It's also refreshing in 2022—as attention spans continue to decline and the internet is not always the source of "connection" it is so often purported to be—that Haexler is so encouraging of listeners to not simply read the lyrics, but reach out and discuss them with the band. Talk about why that's so important to you, and how often listeners take you up on such an opportunity.

Since we all come from the D.I.Y. hardcore/punk scene, making "more than music" has always been a central principle: the music is unthinkable for me without the content. Our music is also a political form of expression, and political lyrics—whether set to music or not—are useless if they are not read. Personally, in my teenage years, a lot of lyrics inspired me to be more involved with certain issues, and for me it was the greatest thing when a song had even two lines of liner notes written down for a bit of context, even if I didn't always share everything about it 100%. It's important for us to take a clear stance, not least because there are also some black sheep in the grind scene that we definitely don't want to be lumped in with.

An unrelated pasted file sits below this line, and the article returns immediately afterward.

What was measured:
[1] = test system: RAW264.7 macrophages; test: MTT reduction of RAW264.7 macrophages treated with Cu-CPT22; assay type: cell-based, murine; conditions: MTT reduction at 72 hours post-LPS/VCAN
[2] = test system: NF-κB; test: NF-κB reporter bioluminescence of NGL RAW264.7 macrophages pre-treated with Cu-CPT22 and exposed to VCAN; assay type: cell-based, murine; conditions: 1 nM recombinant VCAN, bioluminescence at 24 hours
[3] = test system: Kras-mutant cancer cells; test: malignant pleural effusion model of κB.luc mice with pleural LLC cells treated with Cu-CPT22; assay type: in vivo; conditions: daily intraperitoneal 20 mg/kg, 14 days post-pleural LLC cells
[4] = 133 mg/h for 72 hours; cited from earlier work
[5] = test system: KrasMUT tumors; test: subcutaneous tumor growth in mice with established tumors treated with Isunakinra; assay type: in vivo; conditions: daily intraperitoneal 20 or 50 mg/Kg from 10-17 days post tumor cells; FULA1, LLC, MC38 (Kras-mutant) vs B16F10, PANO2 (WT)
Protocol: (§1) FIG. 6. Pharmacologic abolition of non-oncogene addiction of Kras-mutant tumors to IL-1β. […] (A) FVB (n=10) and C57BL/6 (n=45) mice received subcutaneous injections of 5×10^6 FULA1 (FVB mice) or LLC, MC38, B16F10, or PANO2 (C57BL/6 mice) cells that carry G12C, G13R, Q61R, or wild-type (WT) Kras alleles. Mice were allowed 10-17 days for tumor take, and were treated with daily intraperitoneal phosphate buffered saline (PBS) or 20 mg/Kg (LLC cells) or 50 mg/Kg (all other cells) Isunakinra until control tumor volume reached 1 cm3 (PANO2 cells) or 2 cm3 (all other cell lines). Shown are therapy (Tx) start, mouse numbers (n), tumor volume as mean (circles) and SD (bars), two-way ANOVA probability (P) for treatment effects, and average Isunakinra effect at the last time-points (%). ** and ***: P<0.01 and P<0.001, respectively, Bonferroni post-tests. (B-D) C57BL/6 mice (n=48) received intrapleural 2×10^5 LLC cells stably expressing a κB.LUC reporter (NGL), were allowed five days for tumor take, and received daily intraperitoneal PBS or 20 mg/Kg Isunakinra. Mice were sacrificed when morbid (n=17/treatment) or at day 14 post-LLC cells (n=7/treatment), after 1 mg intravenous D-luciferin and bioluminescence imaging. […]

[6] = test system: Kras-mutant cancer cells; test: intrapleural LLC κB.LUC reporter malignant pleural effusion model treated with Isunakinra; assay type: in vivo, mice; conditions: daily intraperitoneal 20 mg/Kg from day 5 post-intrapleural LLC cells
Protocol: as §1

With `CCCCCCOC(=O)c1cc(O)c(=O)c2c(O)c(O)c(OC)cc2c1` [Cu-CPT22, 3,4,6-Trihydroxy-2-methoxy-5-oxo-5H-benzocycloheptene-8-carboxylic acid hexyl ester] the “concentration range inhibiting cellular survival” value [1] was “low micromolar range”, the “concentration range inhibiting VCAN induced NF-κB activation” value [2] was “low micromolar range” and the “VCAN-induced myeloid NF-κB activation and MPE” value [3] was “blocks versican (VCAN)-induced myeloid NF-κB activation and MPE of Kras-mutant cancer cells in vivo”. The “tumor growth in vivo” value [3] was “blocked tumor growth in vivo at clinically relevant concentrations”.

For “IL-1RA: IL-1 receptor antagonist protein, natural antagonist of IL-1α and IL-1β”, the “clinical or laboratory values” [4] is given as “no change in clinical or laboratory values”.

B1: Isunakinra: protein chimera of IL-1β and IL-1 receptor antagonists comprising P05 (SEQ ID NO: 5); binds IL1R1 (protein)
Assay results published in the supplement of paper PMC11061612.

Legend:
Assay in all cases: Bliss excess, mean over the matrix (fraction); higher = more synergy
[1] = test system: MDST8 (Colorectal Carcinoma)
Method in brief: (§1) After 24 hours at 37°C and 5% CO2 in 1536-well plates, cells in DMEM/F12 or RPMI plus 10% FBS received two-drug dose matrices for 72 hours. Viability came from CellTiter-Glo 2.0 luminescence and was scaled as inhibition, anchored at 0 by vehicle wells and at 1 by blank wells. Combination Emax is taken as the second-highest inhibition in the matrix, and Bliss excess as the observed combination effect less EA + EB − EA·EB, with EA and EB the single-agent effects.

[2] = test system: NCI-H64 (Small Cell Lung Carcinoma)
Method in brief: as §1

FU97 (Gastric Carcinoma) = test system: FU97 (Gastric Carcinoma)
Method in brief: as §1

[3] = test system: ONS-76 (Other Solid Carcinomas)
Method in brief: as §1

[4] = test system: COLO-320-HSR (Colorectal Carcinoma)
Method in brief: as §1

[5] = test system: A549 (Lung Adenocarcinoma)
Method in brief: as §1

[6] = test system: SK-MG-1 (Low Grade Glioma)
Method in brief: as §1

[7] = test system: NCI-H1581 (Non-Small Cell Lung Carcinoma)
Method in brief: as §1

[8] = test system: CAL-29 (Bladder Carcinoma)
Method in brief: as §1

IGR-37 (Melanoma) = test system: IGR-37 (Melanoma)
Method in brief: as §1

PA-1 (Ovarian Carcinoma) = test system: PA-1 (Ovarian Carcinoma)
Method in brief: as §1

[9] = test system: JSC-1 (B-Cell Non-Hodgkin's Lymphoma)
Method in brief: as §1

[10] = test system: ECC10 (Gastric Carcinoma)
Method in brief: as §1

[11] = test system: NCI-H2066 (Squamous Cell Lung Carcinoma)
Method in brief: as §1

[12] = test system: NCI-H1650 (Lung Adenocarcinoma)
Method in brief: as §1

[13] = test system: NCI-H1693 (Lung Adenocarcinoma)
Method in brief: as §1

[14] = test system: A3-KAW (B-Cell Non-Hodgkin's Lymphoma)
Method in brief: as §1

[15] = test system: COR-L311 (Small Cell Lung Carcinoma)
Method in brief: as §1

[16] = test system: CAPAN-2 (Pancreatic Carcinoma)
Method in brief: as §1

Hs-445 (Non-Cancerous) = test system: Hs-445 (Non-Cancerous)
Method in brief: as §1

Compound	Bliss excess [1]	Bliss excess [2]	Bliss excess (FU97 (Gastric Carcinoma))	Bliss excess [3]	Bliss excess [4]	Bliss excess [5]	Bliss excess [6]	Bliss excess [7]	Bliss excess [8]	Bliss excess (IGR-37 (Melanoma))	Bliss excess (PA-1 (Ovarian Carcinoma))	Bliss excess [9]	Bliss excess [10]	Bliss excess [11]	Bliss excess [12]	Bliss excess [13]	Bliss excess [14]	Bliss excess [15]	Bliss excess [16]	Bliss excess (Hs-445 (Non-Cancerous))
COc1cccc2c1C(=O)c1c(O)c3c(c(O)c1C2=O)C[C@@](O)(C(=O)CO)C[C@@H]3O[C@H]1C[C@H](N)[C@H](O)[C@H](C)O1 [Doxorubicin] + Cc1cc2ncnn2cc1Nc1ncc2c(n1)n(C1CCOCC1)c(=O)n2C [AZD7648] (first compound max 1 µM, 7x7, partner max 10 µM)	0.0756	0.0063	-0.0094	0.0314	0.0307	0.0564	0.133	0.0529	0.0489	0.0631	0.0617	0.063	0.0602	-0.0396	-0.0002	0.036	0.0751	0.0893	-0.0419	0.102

The EP is listened to by more people than those who end up with a record or a CD with a lyric sheet, and as you rightly said, music is also listened to more on-the-go or on the side. So, if you want to be "understood," it's only logical to make it as easy as possible—especially if the vocals are designed in such a way that many people don't easily understand the lyrics, and it's a special challenge to write lyrics at all due to the shortness and structure of the songs. A clearly recognizable thematic concept combined with an openly accessible explanatory text was definitely an idea to get people interested in the topics.